IIan Goren has reported (Ha’aretz, August 24, 2013) that Putin government in a recent brief (No. 1361) has “agreed to implement a plan of voluntary settlement in the Jewish Autonomous Region, in Birobidzhan. The initiative is designed to help the local mineral industry”.

On March 28, 1928, the Jewish-controlled presidium of the General Executive Committee of the Soviet Union approved the establishment of a Jewish national region in the country’s Far East, Birobidzhan, named after the district’s capital city. The state which borders Manchuria, was meant as a homeland for the Jews of the USSR, with Yiddish serving with Russian as one of two official languages.

The Jews from European Russia, United States, South America, Europe and British occupied Palestine came to live in their biblical promised land. On May 7, 1934, the Jewish entity, size of Switzerland, was declared an Autonomous Jewish Entity within USSR by Russian dictator Joseph Stalin.

Bolshevik Jewish leadership was not in good terms with the Zionist movement due to later’s collaboration with Nazis. The Soviet government sought Western Jewish organizations to provide funds and campaign for the resettlement of Western Jewry in Birobidzhan. In 1943, the Jewish Anti-fascist Committee (JAC) president, Solomon Mikhoels, headed a delegation of Soviet Jewish leaders to the United States, Britain, Canada and Mexico. The delegation was welcomed by notable Jewish leaders, such as, Albert Einstein, Chaim Weizmann, Charlie Chaplin, Marc Chagall, Paul Robeson, and Lion Feuchtwanger. During the eight-month trip, Mikhoels raised over $32 million for the Russian Jewish project.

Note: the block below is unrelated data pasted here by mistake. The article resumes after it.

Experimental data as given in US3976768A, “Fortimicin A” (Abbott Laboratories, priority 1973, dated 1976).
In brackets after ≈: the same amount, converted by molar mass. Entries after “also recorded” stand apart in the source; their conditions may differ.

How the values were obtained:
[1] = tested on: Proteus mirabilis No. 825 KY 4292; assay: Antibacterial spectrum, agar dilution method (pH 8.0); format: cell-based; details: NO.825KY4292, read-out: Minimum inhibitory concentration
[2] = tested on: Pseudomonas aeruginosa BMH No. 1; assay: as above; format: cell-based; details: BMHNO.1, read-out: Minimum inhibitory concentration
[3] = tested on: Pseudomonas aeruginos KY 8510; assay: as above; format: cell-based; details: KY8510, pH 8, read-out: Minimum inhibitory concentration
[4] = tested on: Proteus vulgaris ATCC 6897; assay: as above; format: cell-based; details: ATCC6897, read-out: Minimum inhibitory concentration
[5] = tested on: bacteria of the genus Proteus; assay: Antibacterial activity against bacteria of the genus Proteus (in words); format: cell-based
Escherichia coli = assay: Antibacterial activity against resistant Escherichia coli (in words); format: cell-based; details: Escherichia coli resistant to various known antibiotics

The Soviet government chose Yiddish over Hebrew as the official language. Hebrew was preferred by the World Zionist Congress, which is the official language of Israel.

According to Soviet official records, over 30,000 Jews lived in Birobidzhan by 1947. However, after the creation of a parallel Jewish state in Palestine in 1948, most of Jews left Birobidzhan for Israel and United States. Currently, only 4000 Jews live in Birobidzhan.

Read the “Jewish story” of Birobidzhan here and Justin Smith’s story here.

New Jewish settlements in Russian ?Jewish state? | Rehmat's World